Founder Steve Mangano shares more with Food & Wine’s Noah Kaufman about CurEat’s mission to replace bad restaurant reviews with positivity.
Toppling a behemoth like Yelp is not something easily done and CurEat may not do it—there are currently 145 million Yelp users every month. But in a world where the mountain of online reviews can feel never ending and sometimes capriciously written, it’ll be nice to have a little expertise back in the system.
With November being National Vegan Month, we figured we’d peruse our CurEaters’ lists for some restaurants that serve up some vegan and vegetarian dishes. For those of you interested in ditching the meat for at least one night, we compiled a list of five restaurants from five CurEaters that will fulfill your vegan or vegetarian dreams. Whether you’re down for some vegan or vegetarian dishes, or want to try something new, our CurEaters have you covered.
Taïm Restaurant in NYC
If you’re looking for somewhere fast and casual in NYC, CurEater Sam Ross recommends Taïm. The menu at Taïm is strictly vegetarian and mostly vegan, not to mention gluten free and fried to order. They have everything from sandwiches to salads to platters and mezzes. There’s also a smoothie bar and baklava for dessert. We see why Taïm is on Sam’s “NYC Favorite Foods” list.
Butcher & Bee in Charleston, SC
Charleston CurEater and co-founder of the Charleston Art Festival, Terry Fox, has Butcher & Bee on his “Best Locals…” list. With locations in Charleston and Nashville, each menu differs based on seasonal ingredients in the area and offers at least one vegan option every day. If you find yourself in either city and are vegan or vegetarian, swing by this trendy, little shop for breakfast, brunch, lunch or dinner.
Fern, Flavors from the Garden in Charlotte
CurEater and The Charlotte Observer Food Editor, Kathleen Purvis, has great taste when it comes to Charlotte restaurants. Taking a look at her “Charlotte” list, we found Fern, Flavors From the Garden. Fern’s chef, Matt Martin, reinvents classic dishes to cater to vegan or vegetarian taste buds.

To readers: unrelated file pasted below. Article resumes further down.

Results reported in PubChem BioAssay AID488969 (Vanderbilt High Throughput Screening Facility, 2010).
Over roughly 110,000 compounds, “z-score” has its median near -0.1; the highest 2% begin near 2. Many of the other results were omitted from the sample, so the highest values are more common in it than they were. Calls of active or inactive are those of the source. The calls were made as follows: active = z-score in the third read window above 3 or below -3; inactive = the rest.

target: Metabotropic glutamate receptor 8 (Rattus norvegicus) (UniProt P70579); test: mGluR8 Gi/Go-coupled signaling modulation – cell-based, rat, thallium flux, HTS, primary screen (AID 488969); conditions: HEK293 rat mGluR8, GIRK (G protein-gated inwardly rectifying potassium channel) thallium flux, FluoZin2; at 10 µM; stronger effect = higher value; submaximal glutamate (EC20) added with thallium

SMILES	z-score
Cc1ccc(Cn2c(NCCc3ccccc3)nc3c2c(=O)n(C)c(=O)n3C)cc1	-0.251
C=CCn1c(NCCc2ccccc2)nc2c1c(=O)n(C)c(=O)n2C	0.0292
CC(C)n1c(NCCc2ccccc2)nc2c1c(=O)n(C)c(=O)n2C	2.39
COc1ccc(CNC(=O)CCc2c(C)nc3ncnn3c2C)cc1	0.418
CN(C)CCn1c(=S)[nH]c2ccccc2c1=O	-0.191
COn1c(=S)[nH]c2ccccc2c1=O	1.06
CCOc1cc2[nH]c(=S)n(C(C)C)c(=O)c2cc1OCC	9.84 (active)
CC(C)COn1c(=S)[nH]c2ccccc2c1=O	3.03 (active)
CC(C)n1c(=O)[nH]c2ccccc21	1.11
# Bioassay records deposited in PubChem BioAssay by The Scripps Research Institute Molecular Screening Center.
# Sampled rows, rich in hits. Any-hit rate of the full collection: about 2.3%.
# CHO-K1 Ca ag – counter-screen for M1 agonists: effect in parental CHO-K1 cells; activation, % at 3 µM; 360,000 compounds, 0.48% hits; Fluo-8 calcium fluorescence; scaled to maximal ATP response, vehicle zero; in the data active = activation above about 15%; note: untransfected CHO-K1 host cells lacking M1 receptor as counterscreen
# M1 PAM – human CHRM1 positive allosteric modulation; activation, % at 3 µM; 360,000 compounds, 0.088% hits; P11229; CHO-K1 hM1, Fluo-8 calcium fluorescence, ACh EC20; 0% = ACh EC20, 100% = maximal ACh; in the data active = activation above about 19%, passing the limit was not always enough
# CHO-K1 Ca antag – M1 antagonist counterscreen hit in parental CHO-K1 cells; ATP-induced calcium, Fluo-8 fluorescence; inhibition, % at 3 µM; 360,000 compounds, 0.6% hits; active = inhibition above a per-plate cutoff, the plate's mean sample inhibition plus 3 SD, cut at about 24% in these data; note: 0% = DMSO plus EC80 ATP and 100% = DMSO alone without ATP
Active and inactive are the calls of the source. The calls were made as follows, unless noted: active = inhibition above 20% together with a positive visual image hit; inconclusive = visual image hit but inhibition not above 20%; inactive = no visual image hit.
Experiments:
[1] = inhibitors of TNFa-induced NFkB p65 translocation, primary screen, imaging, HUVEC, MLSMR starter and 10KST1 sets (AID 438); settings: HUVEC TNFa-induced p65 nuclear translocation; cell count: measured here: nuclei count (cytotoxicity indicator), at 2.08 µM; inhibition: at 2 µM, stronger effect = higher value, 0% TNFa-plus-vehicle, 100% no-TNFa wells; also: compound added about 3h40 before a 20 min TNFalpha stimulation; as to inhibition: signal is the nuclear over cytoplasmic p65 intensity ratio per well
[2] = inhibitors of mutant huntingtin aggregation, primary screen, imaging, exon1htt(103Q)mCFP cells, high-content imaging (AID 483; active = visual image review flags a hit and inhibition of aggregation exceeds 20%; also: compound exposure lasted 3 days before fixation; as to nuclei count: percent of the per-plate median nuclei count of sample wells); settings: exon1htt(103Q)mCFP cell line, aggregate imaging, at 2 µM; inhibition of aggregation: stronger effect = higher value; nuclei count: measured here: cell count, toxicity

Perly’s in Richmond, VA
Perly’s is a Jewish delicatessen located in downtown Richmond that serves up traditional Jewish fare with a modern spin. According to Refinery 29, Perly’s is one of the best brunch places in the U.S. Most importantly, you’ll find Perly’s on Richmond CurEater Brittanny Anderson’s “Lunch Spots RVA”list. After your meal at Perly’s, stop by Brittanny’s Metzgar for a Larry David cocktail.
The Fiction Kitchen in Raleigh, NC
Raleigh CurEater and Founder & Board President of the Jamie Kirk Hahn Foundation, Nation Hahn, has The Fiction Kitchen on his “JKHF Supporters” list. Want the classic, Southern chicken and waffles experience without the bird? The Fiction Kitchen will take care of you. Nation recommends the restaurant’s Eastern NC BBQ Pulled “Pork” because you can’t come to the South without the taste of BBQ.
You can use CurEat to find restaurants with the best vegetarian and vegan options in any city. Whether you find a restaurant on one of our CurEaters’ lists or a friend’s lists, let CurEat guide you. If you don’t see a list or two strictly dedicated to vegans or vegetarians, then create one and share!
If you’re anything like us, you’ll find any excuse to go out for your favorite sandwich. Because let’s be real, sandwiches are always in season. With that being said, today is National Sandwich Day, so we perused our CurEaters’ lists to highlight five spots for sandwiches across the U.S. If you’re lucky enough to live near the restaurants our CurEaters recommend, then we highly suggest you skip over for a sandwich. Whether you’re in the mood for a pastrami on rye or pimento cheese on a warm croissant, we found a place for you.
North Carolina CurEater and master baker Lionel Vatinet is your guy when it comes to bakery recommendations, which is why you should take his advice when it comes to sandwiches. We looked through his “NC Bakeries to Know” list to find his very own La Farm Bakery. If you happen to find yourself in Cary today, stop by and snag a signature grilled cheese to celebrate National Sandwich Day because you’re never too old. Tell Lionel “bonjour” for us!
With a name like Victory Sandwich Bar, you’d be crazy not try it. Atlanta CurEater Steven Satterfield has this winning sandwich shop on his “My Hometown Atlanta” list, and we can see why. From beets to kimchi, Victory uses some of the best ingredients to make some pretty unique sandwiches. Oh, and not to mention they have quite the cocktail menu, too.